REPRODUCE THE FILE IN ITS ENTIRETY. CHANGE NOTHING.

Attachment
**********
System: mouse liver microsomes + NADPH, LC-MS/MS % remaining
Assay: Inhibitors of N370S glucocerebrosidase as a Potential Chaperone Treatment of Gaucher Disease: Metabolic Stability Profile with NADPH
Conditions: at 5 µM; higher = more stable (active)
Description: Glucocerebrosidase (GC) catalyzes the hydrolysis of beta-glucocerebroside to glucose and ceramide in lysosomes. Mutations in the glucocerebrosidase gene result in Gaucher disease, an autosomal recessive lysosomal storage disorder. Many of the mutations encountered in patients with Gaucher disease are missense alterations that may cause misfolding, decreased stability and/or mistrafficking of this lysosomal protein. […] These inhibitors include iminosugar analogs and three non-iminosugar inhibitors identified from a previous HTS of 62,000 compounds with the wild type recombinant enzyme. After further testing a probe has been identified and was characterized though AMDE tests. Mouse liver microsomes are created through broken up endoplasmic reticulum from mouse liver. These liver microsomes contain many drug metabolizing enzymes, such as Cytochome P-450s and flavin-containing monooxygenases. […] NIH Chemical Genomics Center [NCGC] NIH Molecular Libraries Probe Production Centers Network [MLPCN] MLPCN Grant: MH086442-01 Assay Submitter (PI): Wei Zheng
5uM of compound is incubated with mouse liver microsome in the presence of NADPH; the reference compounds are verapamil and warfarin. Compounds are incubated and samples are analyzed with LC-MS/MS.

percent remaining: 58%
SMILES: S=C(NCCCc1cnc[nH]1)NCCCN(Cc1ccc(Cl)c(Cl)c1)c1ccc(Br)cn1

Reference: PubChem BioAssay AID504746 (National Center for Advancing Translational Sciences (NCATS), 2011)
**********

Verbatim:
System: mouse liver microsomes + NADPH, LC-MS/MS % remaining
Assay: Inhibitors of N370S glucocerebrosidase as a Potential Chaperone Treatment of Gaucher Disease: Metabolic Stability Profile with NADPH
Conditions: at 5 µM; higher = more stable (active)
Description: Glucocerebrosidase (GC) catalyzes the hydrolysis of beta-glucocerebroside to glucose and ceramide in lysosomes. Mutations in the glucocerebrosidase gene result in Gaucher disease, an autosomal recessive lysosomal storage disorder. Many of the mutations encountered in patients with Gaucher disease are missense alterations that may cause misfolding, decreased stability and/or mistrafficking of this lysosomal protein. […] These inhibitors include iminosugar analogs and three non-iminosugar inhibitors identified from a previous HTS of 62,000 compounds with the wild type recombinant enzyme. After further testing a probe has been identified and was characterized though AMDE tests. Mouse liver microsomes are created through broken up endoplasmic reticulum from mouse liver. These liver microsomes contain many drug metabolizing enzymes, such as Cytochome P-450s and flavin-containing monooxygenases. […] NIH Chemical Genomics Center [NCGC] NIH Molecular Libraries Probe Production Centers Network [MLPCN] MLPCN Grant: MH086442-01 Assay Submitter (PI): Wei Zheng
5uM of compound is incubated with mouse liver microsome in the presence of NADPH; the reference compounds are verapamil and warfarin. Compounds are incubated and samples are analyzed with LC-MS/MS.

percent remaining: 58%
SMILES: S=C(NCCCc1cnc[nH]1)NCCCN(Cc1ccc(Cl)c(Cl)c1)c1ccc(Br)cn1

Reference: PubChem BioAssay AID504746 (National Center for Advancing Translational Sciences (NCATS), 2011)